done so, he could record his own playing in his own rooms at Baker Street.
It only remains to consider how Holmes may have obtained this machine. From among his known
connections Von Herder, the blind German mechanic
, comes to mind, but the reference to him
rather suggests that he was dead or at least inactive by that time (1894). There was however a
considerable body of amateur or freelance researchers and constructors associated with the
phonograph (the gramophone would not attract the like until the 1920s), including J. E. Greenhill,
Henry Seymour and Augustus Stroh. Of these the most likely contact for Holmes is Stroh, an
immigrant from Germany who had built Britains first phonograph (on Edisons original tinfoil
pattern) in 1878 and who designed a portable recorder for detective use in the 1890s; he was also
interested in the violin, his modified violins and violas (which replaced the normal body with a
diaphragm-and-horn arrangement for directional sound) being widely used in the early recording
studios from their introduction in 1902 onwards.
By way of conclusion:- The following drawing, while very much in the style of the period, has
nothing to be said for it in point of authenticity; nonetheless, I believe it offers at least a credible idea
of the kind of machine Holmes may have used, as well as a glimpse of a part of the Baker Street
apartment not often seen.
Sherlock Holmes And Music - 6 - by Oliver Mundy

Such as singing music-hall songs or even playing the Highland bagpipes (for both of which see the Rathbone/Bruce and
Conway/Bruce radio series of the 1940s).
I.e. transcriptions of some of the Lieder ohne Worte, originally written for piano.
Compare the fiddler of southern India, who squats on the ground with the violin lying flat between his legs. Taking this
in conjunction with the decidedly Oriental attitude sometimes adopted by Holmes when smoking (The Man with the
Twisted Lip), can we not conclude that he had travelled in the East at some time and absorbed some musical influences
Sherlock Holmes and Music (1947).
It was not then usual for a soloist to sustain an entire recital alone; the concert would include vocal, instrumental and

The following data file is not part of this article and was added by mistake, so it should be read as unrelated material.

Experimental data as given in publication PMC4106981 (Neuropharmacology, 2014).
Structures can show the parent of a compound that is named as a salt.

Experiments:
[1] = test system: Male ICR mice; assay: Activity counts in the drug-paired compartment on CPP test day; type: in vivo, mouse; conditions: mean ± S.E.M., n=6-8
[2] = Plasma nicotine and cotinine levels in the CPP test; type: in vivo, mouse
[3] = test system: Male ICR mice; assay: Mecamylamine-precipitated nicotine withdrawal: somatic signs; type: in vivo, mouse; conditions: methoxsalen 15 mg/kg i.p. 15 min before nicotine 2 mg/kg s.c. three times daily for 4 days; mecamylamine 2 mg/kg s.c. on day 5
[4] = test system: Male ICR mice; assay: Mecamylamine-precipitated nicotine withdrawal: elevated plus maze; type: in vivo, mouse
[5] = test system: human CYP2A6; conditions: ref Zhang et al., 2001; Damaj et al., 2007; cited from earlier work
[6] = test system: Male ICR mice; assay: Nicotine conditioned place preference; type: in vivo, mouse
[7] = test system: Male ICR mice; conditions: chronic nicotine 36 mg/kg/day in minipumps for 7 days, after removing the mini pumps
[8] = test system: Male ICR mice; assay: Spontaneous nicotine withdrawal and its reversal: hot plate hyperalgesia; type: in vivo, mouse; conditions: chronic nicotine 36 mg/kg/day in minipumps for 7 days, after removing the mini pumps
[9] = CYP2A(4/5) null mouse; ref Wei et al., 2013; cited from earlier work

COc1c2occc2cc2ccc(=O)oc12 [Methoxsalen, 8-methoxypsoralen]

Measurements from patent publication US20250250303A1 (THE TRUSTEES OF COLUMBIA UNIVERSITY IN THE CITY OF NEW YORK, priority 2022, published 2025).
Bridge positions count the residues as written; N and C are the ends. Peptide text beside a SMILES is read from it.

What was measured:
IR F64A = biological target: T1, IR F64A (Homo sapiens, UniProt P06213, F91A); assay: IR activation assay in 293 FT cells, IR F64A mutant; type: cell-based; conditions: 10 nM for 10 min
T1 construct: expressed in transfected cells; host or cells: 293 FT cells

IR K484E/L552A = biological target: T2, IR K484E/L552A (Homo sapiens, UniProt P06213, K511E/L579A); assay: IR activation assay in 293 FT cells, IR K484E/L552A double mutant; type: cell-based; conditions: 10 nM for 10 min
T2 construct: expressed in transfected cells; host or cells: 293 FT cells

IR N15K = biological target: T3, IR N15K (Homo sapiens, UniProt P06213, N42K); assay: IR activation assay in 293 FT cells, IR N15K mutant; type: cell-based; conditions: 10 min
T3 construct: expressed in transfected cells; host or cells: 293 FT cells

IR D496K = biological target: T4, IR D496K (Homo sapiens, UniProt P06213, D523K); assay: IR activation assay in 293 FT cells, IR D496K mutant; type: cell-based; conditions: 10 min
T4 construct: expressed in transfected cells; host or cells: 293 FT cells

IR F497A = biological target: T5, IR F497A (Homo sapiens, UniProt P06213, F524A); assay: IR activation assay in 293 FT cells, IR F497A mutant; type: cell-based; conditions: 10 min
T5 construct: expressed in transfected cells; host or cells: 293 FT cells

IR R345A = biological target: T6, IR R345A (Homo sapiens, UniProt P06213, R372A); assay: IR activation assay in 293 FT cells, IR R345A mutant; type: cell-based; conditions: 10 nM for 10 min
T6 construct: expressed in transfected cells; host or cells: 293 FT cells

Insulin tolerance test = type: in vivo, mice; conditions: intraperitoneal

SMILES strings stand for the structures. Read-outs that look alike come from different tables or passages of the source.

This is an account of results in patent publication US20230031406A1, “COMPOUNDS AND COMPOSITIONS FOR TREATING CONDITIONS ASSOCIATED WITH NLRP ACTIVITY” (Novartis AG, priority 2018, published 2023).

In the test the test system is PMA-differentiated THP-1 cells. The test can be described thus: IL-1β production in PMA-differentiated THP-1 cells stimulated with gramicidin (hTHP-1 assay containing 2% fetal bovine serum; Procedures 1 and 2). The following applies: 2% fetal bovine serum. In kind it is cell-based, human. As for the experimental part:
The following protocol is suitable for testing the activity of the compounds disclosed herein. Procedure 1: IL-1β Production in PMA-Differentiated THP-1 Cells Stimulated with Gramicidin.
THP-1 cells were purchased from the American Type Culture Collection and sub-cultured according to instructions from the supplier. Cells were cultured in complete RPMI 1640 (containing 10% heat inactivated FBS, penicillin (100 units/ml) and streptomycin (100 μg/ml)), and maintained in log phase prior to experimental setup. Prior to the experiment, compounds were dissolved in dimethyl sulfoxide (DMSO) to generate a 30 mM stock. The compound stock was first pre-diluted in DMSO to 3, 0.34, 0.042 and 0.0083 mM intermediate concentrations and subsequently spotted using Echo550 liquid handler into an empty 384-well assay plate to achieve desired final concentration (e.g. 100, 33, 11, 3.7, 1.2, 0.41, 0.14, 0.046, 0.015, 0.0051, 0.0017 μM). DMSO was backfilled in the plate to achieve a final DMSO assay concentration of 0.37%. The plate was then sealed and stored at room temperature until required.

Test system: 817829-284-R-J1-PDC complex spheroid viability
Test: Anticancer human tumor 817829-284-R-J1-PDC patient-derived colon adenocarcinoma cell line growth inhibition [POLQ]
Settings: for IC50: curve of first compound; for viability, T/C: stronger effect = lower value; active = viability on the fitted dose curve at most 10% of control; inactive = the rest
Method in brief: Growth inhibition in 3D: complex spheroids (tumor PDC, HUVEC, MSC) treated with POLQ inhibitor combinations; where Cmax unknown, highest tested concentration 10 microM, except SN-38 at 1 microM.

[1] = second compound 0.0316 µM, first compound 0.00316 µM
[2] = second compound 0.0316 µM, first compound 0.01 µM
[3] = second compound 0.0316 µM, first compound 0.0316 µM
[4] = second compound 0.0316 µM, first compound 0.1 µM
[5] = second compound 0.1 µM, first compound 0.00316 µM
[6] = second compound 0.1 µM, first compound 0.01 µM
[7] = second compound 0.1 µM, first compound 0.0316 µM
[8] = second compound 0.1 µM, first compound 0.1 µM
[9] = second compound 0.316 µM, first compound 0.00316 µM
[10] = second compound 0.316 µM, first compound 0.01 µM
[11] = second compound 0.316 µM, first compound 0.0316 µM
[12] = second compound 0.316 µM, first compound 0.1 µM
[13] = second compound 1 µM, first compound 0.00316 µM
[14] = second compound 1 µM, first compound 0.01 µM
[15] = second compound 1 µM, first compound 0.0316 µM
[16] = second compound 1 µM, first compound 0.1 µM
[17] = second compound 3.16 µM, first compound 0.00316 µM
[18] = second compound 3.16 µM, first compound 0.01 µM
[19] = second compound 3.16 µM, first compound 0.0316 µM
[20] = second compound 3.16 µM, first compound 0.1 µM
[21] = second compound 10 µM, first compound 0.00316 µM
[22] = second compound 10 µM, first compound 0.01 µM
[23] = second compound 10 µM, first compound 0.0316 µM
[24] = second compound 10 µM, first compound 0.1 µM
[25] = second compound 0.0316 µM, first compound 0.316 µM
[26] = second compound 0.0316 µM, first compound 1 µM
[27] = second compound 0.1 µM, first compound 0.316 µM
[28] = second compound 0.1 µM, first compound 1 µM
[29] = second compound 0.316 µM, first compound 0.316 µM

perhaps orchestral items by other artists. We cannot necessarily assume that, for example, Sarasate himself was involved
in the German music included in his St. Jamess Hall concert.
Transcriptions were then much more freely accepted than they are today. Even thirty years later, the distinguished critic
Ernest Newman could praise a violin version of Chopins E flat nocturne (op.9 no. 2), adding Many of Chopins melodies
are so much more violinistic than pianistic that one wonders why Chopin himself did not perceive that fact (Putting the
Classics in their Place III in A Musical Motley [1919]).
Compare his older contemporary and fellow-rationalist Samuel Butler, who combined a passion for Handel with a
contempt for all other forms of musical utterance.
Biographical and critical notes at ; it would be both idle and
ungracious to repeat the catalogue here. It may be added that the curious practice of referring to Wilma or Wilhelmine
Neruda as Norman Neruda, from the name of her first husband Ludvik Norman, is also regularly followed by G.B. Shaw
in his music criticisms of the 1890s.
Studies of Great Composers (quoted from 6
edition, 1900).
G. B. Shaw, London Music in 1888-1889 (1937), p.81.
For Bordes and Damrosch, see Haskell, The Baroque Revival (1988), pp. 46 and 97 respectively.
Holmes and Watson: a Miscellany (1953).
A Dictionary of Violin Makers (1896; rev. ed., n.d. [after 1904]).
Tests carried out by the author of this article, using a gramophone of 1913 which is mechanically and acoustically
identical to the finest machines of ten years earlier. It is irrelevant that Sam would almost certainly never have heard a
gramophone before; if intellectually dull, he was physically alert, and any unidentifiable noise would have roused his
suspicions at once.
Watson, with his usual imprecision, uses the word gramophone because it had become the standard term in English
usage for any sound-reproducing machine by the time he wrote. This process was already developing at the time when
the story took place; thus P.G. Wodehouse, in his early school story The Pot-Hunters (1902), has the boy OHara
smuggling a phonograph into his study, whereas in A Prefects Uncle (1903) the machine has become a gramophone.
Gramophone was technically a trade-name owned by Gramophone and Typewriter, not a generic term; but the public
took no notice of this.
If necessary the record could have been made to repeat itself automatically; devices for this purpose were available
commercially from Edison as early as 1894.
The Empty House.
Sherlock Holmes And Music - 7 - by Oliver Mundy